Compelling Story about Loss, Love, and Growing Up What I Came to Tell You, by Tommy Hays, is a book that appeals to young and old.  Hays writes about loss, love, and growing up  in Asheville, NC.   His story revolves around  twelve- year- old  Grover Johnston and his sister as they come to terms with the accidental death of their mother.  Hays  is a master of subplots, and there is something for everyone in this compelling book.   Hays develops his story  around  the Johnston children trying to work through their grief, their relationship with the new renters across street, a blossoming love affair between their anxious father and the mother of the renter children,  and the politics of city government.   Of special interest to me (I grew up in Asheville) is the Bamboo Forest near Grover’s house and the preservation of the Thomas Wolfe House (Grover’s father fights city planners and a slow economy to keep it going).  I also love the focus on the meaning of family and those things that strengthen family members- cooking and eating together, special TV shows, appreciating differences, forgiveness.    Hays makes it clear that art is as important as math and science, and to any young person who is dedicated to a particular art, this story is especially gratifying. For Grover, the tapestries he weaves from bamboo are part of the healing process.   Lovers of Asheville are treated to references to the Asheville Citizen-Times (delivered to my door and discussed every night when I was growing up), Riverside Cemetery (where Thomas Wolfe and        O’ Henry are buried),  Montford  Avenue (part of Asheville’s historic district)  Claxton Elementary (still going strong since 1924), and Charlotte Street – where all things old and new come together. But don’t get me wrong.  This isn’t a story about history.  It is a story about real people.  You and me.   Everyone who has ever lost someone or something dear to them.  What I Came to Tell You was a treat for me because it allowed me to see Asheville again through the eyes of a young person.  For all parents and students, it is a story that will linger long after the book is closed.   Linda Holden Greenville, SC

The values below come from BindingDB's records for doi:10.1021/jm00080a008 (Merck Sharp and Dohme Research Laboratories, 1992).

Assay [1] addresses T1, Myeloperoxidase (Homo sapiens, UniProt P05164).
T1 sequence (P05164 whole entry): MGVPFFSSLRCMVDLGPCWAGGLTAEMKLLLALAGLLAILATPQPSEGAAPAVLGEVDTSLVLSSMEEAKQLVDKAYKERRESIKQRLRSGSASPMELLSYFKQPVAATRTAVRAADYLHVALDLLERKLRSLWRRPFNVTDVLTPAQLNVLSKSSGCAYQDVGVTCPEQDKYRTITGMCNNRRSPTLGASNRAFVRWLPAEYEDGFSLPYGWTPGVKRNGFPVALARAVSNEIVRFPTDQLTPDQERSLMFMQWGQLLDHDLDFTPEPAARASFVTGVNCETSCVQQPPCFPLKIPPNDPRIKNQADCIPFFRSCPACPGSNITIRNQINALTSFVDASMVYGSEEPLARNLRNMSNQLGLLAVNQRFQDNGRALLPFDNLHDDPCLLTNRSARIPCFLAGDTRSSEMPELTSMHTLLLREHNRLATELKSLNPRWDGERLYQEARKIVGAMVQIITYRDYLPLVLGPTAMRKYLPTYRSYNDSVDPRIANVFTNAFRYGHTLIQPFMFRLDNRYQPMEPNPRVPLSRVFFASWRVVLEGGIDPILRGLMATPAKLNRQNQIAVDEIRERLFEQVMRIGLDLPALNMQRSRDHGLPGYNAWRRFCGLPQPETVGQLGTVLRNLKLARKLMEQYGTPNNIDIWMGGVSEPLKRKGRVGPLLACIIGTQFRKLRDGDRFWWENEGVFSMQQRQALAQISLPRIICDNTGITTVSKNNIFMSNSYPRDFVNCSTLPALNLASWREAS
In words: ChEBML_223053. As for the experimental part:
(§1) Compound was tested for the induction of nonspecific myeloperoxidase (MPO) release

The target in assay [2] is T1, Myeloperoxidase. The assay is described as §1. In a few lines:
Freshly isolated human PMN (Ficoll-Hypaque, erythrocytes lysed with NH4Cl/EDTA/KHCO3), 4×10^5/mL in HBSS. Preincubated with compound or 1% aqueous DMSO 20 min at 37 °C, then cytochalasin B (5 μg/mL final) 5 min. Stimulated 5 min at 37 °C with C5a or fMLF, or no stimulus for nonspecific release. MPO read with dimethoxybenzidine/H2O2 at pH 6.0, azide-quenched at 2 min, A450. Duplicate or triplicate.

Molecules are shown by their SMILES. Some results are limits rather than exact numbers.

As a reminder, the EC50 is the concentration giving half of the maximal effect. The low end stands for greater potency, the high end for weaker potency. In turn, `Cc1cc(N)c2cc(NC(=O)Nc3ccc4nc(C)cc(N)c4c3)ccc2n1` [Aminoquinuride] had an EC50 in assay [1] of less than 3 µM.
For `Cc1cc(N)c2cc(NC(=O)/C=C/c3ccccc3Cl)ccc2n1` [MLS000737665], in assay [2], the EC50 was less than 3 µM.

Anonymous More than 1 year ago
Getting into the heart and mind of an adolescent character is a stiff challenge, but Tommy Hays gets it just right with his new novel, WHAT I CAME TO TELL YOU. Grover Johnston, the protagonist of this YA novel, is drawn with depth and complexity. His struggles to cope with the recent and unexpected death of his mother and with the subtle but serious changes in his father are fully explored. As in most truly good young adult fiction, the themes of WHAT I CAME TO TELL YOU concern those most commonly associated with adult novels--loss, grief, anger and confusion. (A HIGH WIND IN JAMAICA and A GREENGAGE SUMMER come to mind, also THE BRIEF AND WONDROUS LIFE OF OSCAR WAO come to mind.) But all is not gloom and doom here. Kindness, compassion and the mystery of love eventually win out. As a Southern writer, Hays certainly belongs in that esteemed group who have turned place into a vital part of fiction. Here's it's Asheville, NC, and the spirit of Thomas Wolfe is very evident. Grover and his family can go home again.
Anonymous More than 1 year ago